A Bothell engineering firm is the first Washington company to sign up for an earthquake early-warning system, with the goal of wiring water-tank valves to close before the ground shakes.
Dan Ervin knew this day would come. He just didn’t think it would be so soon.
“I never thought I would actually see this in my career,” said Ervin, chairman of the board of a Bothell engineering firm that’s the first company in Washington to begin using earthquake early warning.
The breakthrough came last week, when the prototype ShakeAlert system in California was fully extended to include Washington and Oregon.
That means all three states are now operating with the same technology, said Doug Given, project coordinator for the U.S. Geological Survey. And while the system isn’t yet ready for public use, organizations like Ervin’s can start figuring out to what to do with a few seconds or minutes of warning before the ground starts shaking.
For Ervin, whose company RH2 Engineering designs municipal water and sewage plants, the answer is clear: Close valves.
When water mains break in earthquakes, the water in storage tanks can drain away at a time when it’s most needed, he explained. RH2, which designed water systems in Renton and Kirkland, already installs special tank valves that can be closed remotely and are designed to shut automatically when the ground shakes.
“But there’s no guarantee you can get the valve fully closed before the shaking causes damage,” Ervin said. “The advantage of earthquake early warning is that it gives us forewarning that the shaking will occur, and we can be sure the valve is fully closed by the time the shaking starts.”
The ShakeAlert system relies on a dense network of seismometers and the fact that the initial seismic waves from an earthquake travel quickly through the ground but don’t cause much damage. The first sensors to detect those waves can beam warnings to populated areas before the dangerous seismic waves arrive.
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For nearby earthquakes, the warning may be only seconds. But for a quake on the offshore Cascadia Subduction Zone, the Puget Sound region could get as much as two or three minutes’ warning.
The technology is widely used in Japan, where people receive warnings on their cellphones and bullet trains are wired to come to a stop.
“We’re talking about literally saving lives here,” said U.S. Rep. Derek Kilmer, whose district includes Tacoma and the Olympic Peninsula.
A surgeon performing an operation could put down her scalpel, while a longshoreman hauling containers could get to a safe spot, said Kilmer, who along with other members of Washington’s congressional delegation has strongly advocated for ShakeAlert.
But future funding is uncertain, with President Donald Trump’s proposed budget calling for a 15 percent cut for agencies like the USGS, Kilmer pointed out.
“I hope that once we can make the case for how these investments will pay off, they will understand the importance of maintaining support for this important program,” he said.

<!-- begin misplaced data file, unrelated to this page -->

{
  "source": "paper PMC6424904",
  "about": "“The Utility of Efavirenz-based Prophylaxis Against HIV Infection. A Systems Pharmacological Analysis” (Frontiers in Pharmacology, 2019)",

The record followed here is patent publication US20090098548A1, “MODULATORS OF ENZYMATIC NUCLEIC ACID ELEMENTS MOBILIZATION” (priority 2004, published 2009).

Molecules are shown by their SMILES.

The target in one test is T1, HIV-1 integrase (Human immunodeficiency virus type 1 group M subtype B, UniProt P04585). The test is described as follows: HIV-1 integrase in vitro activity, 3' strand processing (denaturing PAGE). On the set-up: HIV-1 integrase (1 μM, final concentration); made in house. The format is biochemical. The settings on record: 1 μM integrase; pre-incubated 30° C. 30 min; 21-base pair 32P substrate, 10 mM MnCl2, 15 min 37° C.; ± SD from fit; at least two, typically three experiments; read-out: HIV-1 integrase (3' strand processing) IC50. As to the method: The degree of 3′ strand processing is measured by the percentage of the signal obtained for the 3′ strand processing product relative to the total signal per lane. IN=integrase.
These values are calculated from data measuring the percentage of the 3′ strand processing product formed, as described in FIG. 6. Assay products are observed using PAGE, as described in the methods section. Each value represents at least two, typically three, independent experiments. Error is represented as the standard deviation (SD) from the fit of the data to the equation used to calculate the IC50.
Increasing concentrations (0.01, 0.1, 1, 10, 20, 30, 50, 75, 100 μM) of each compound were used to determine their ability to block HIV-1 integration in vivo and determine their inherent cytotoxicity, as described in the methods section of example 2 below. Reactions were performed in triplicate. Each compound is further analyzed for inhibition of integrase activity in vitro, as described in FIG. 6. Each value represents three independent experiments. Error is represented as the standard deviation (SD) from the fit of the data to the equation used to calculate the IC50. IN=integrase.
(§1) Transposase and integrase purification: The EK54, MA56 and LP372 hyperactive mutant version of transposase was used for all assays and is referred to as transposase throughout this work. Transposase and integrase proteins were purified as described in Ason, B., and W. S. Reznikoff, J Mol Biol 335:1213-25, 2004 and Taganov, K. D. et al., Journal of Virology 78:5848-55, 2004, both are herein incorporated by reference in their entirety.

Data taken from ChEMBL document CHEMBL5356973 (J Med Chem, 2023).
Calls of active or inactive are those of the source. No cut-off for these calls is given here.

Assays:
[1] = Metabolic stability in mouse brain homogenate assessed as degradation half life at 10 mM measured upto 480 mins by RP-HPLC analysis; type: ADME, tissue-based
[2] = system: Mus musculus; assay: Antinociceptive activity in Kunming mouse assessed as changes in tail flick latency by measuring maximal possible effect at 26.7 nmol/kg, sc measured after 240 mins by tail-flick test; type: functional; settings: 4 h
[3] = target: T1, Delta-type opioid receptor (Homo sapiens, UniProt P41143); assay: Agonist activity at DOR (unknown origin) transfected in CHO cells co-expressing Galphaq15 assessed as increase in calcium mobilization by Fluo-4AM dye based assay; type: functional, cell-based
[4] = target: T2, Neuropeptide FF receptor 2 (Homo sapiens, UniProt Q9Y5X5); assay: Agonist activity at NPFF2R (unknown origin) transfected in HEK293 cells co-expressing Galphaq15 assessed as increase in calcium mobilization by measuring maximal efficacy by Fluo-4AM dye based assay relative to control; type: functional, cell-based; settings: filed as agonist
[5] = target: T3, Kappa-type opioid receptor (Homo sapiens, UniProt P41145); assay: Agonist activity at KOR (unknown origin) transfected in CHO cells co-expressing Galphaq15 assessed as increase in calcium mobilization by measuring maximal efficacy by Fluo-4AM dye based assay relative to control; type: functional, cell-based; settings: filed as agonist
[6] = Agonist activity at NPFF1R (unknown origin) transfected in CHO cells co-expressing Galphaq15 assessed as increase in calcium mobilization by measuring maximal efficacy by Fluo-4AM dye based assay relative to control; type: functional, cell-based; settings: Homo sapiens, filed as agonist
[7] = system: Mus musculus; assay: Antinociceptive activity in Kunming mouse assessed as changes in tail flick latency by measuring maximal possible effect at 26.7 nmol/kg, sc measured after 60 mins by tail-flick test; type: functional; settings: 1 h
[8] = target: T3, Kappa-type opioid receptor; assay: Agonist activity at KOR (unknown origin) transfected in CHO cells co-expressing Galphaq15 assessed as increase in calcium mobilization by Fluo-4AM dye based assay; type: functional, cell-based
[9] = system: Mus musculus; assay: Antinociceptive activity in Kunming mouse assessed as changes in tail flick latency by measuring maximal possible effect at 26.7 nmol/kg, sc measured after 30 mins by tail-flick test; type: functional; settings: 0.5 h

The USGS hopes to roll out a limited, public version of ShakeAlert next year, Given said.
But the agency estimates it will take $38 million more to add enough instruments for a highly reliable network. For example, several more sensors are needed around the Seattle Fault, said John Vidale, director of the Pacific Northwest Seismic Network.
California recently allocated $10 million to strengthen its network. Oregon is spending $1 million for new instruments. Washington hasn’t earmarked any money for the project.
Organizations in California, from school districts to amusement parks, have already been testing the alerts, Given said. NBC Universal is programming fire-station doors at its studio lots and theme park to open automatically. NASA’s Jet Propulsion Lab is exploring ways to quickly secure large telecommunications dishes.
In the Northwest, Boeing, Intel and many public agencies are all trying to figure out how they might use the warnings, Given said. Since the project is still a prototype, companies that want to participate must sign “pilot user” agreements with the USGS.
“We’re not quite ready to go full throttle with an operational mode,” Given said. “But we are pursuing these specific pilot applications to show the proof of concept and develop the technology.”
One of the top concerns is the possibility of false alarms.
That’s not an issue for the types of applications RH2 is interested in, Ervin said. A valve that’s needlessly closed can be quickly reopened with no harm done.
As the regional pioneer, the company already is working on software and hardware to process the warning signals and automatically close valves. They’ve developed a virtual water system to practice with.
The company also wants to shut down power to pump stations before a quake, to prevent electrical damage that could spark fires.
“For the last 30 years, we have been anticipating that someday this technology would be available,” Ervin said. “This is pretty exciting for us.”